Hi Alex,

>>> Nobody could stop me anyway.
>> What do you mean?  You are the provider of the service!  I guess
>> there is a missunderstanding somewhere.
> I mean as I'm the admin of that machine, I cannot be stopped to access
> the passwords.

You are the provider of the service and as such users trust that you
handle their data reasonably well in the first place.  If that
assumption doesn't hold, there is no point in talking about securing

We are talking here about untrusted 3rd parties, right?

> Even if they were encrypted, I could run a brute force attack.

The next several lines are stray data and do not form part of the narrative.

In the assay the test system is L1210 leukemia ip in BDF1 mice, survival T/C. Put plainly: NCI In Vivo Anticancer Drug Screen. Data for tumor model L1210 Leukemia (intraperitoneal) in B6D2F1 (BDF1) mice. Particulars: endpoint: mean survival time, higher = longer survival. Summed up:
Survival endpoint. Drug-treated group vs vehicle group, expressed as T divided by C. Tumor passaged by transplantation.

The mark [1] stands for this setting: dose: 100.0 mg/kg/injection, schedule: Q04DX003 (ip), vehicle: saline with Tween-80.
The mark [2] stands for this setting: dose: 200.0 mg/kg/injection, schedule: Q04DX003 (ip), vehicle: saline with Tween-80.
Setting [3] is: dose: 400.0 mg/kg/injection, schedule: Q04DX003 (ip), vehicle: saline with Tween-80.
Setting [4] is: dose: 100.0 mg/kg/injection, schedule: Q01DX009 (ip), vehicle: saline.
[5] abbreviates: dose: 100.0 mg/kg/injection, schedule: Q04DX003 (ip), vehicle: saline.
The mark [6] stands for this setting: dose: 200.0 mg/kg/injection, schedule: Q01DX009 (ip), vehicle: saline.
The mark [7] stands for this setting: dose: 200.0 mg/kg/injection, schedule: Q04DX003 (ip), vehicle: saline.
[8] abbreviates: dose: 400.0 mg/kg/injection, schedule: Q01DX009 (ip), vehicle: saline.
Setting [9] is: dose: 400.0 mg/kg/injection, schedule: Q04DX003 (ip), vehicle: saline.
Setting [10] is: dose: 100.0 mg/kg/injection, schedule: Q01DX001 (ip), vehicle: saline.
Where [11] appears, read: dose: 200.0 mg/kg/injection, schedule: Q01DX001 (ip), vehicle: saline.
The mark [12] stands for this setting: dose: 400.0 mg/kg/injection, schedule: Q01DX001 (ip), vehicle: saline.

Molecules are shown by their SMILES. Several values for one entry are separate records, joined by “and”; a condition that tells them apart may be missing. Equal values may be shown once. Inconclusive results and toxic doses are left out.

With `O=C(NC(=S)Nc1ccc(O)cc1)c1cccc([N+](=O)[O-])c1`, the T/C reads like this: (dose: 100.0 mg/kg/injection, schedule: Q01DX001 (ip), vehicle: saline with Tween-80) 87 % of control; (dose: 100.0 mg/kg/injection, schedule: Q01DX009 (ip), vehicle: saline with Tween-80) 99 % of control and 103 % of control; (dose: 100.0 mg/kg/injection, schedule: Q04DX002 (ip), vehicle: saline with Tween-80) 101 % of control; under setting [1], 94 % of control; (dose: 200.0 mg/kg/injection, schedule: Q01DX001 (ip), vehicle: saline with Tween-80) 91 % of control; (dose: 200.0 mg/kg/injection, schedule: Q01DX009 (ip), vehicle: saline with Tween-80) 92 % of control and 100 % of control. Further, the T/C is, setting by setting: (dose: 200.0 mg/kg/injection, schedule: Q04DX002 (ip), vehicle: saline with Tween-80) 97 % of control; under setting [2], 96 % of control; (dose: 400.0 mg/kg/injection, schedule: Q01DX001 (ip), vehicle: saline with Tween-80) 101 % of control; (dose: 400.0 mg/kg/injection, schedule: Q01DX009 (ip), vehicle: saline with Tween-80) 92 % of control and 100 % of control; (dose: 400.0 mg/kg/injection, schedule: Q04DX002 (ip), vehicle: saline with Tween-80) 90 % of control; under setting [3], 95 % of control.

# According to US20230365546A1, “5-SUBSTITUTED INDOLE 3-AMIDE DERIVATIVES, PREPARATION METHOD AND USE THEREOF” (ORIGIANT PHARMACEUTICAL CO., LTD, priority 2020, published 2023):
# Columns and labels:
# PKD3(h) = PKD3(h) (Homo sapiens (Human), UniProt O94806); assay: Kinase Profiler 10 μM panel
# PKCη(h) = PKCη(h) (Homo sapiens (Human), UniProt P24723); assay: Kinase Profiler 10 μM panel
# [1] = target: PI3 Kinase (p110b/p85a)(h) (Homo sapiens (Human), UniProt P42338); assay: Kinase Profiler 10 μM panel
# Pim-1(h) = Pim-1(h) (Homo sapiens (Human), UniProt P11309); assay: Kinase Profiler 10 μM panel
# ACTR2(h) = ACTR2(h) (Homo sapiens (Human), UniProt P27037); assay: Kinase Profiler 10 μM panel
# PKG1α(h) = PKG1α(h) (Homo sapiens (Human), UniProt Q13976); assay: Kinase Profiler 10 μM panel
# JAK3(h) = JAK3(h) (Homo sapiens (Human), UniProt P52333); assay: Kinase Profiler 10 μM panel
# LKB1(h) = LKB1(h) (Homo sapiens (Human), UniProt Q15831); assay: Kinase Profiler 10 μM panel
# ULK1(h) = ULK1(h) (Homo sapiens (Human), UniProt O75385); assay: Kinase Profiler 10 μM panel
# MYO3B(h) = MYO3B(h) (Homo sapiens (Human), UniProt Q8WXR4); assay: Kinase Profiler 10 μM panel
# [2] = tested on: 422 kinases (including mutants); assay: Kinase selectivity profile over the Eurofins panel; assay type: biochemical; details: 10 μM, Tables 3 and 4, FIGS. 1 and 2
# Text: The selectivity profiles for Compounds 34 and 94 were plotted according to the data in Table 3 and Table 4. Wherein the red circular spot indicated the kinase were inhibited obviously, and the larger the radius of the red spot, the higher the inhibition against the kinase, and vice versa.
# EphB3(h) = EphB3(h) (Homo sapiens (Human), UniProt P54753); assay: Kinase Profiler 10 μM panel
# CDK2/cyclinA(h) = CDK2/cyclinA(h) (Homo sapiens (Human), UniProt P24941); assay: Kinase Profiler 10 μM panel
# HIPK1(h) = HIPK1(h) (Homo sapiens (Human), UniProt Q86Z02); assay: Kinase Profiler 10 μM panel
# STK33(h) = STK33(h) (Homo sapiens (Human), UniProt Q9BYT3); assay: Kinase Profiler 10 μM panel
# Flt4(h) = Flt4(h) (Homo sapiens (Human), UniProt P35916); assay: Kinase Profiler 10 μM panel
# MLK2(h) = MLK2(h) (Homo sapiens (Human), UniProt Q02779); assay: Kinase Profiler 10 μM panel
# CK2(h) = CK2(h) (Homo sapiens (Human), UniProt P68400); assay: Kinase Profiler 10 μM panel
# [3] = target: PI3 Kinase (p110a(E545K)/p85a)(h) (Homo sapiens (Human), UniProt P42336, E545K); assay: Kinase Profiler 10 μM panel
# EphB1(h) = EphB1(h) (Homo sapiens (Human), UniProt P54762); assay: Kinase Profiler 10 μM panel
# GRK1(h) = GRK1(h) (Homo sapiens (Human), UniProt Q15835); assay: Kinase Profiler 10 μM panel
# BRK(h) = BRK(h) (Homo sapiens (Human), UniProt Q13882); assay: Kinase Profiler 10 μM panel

How viable that would be depends on the quality of the encryption.

Also note that storing hash+salt is different from storing encrypted

And yes, you can run a brute force attack.  _Anyone_ can run it actually
even without having access to the login data (e.g. trying out different
passwords in the login form).  If you have the data locally, it just
makes it faster to get the feedback.  How successful such attempt is
depends mainly on the quality of the user's password.  In other words,
plain text password doesn't need any effort, poorly encrypted password
can be decrypted using something significantly more efficient than brute
force.  Brute force is the least efficient method.  The idea there is
that you'd have to spend significant effort to get to the passwords.


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